Australia’s High Court has acted to overturn legislation that allowed gay marriage in part of Australia. The Australian Capital Territory (including the capital of Canberra) had passed a bill in October which made it the first territory in legalize same-sex weddings.
However, this motion was challenged by the national government, who argued that it challenged federal law. The High Court made its verdict on Thursday stating: “The High Court decided unanimously that the Marriage Equality (Same Sex) Act 2013, enacted by the Legislative Assembly for the Australian Capital Territory, cannot operate concurrently with the federal Marriage Act 1961.”
The ruling means that there was only a 5 day window in which same-sex marriage was possible in the area. During this period, 27 couples tied the knot. Couples that now face having their marriage revoked by the state. As deputy director of Australian Marriage Equality pointed out, the decision has “taken a toll on the couples who, in only days, have celebrated the heights of joy and love to only have their legal status quashed by technicalities.”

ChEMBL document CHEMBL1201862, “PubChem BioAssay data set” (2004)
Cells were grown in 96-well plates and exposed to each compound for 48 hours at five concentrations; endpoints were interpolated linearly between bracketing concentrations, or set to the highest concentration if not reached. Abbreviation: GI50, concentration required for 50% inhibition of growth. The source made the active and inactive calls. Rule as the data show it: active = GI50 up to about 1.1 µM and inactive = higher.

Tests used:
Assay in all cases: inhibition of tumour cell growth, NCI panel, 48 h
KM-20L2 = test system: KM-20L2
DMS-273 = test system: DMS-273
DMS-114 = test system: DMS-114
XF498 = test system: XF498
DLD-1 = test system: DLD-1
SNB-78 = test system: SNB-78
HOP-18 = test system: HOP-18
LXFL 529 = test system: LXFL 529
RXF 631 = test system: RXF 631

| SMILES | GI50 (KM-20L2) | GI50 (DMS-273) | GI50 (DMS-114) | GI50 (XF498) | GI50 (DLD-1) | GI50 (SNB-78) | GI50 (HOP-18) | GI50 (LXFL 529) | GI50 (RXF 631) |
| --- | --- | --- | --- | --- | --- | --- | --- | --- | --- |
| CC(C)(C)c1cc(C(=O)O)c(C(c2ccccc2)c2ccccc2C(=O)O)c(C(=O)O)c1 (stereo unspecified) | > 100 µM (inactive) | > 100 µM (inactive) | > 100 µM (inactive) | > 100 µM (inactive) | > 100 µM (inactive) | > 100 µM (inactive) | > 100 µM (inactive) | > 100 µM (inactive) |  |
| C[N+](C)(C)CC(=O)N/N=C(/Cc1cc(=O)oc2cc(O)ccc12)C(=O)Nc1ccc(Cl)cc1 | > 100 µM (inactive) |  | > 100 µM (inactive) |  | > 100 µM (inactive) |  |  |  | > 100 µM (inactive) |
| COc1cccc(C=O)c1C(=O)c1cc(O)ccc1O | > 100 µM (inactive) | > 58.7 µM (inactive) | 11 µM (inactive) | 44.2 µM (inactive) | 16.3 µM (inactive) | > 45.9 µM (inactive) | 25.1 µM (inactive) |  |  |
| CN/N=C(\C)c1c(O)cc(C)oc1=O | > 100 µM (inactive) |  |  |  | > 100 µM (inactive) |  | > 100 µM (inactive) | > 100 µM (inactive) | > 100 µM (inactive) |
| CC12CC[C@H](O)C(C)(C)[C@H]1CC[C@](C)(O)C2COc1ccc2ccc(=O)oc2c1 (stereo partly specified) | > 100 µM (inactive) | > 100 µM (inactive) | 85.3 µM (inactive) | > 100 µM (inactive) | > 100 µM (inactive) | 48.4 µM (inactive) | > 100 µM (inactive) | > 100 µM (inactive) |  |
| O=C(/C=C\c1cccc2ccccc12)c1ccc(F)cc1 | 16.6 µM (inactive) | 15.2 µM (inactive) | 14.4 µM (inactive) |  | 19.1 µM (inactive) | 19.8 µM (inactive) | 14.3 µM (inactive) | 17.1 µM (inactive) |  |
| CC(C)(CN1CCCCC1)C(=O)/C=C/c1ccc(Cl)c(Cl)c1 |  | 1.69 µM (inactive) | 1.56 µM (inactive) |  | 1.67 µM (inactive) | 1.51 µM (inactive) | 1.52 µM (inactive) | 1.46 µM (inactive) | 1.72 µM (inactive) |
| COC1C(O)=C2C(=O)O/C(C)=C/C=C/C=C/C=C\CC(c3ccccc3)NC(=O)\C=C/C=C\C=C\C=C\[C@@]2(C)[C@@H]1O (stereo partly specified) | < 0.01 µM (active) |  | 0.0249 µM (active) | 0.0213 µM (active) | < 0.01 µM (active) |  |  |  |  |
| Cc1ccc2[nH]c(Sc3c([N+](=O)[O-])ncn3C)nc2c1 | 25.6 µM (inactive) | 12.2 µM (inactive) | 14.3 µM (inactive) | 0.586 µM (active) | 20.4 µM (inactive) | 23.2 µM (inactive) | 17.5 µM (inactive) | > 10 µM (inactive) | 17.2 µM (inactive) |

The outlook is not totally bleak, however, as campaigners believe that same-sex marriage could be deemed in line with the constitution if worded differently. Territories including New South Wales, Tasmania, South Australian and Western Australia, all have same-sex marriage laws drafted that are less likely to conflict with the Marriage Act. Furthermore, the High Court highlighted the fact that gay marriages would be constitutionally legal if it wasn’t for the one Act of 1961.
The move has also heightened pressure on the Government to make a nationwide move to vote on legalizing gay marriage. Four Liberal state premiers have all urged Prime Minister Tony Abbott to allow a vote on gay marriage. Premier of New South Wales, Barry O’Farrell stated, “‘I’ve made clear all along that not only do I support marriage equality but I think it should be legislated for at a federal level.”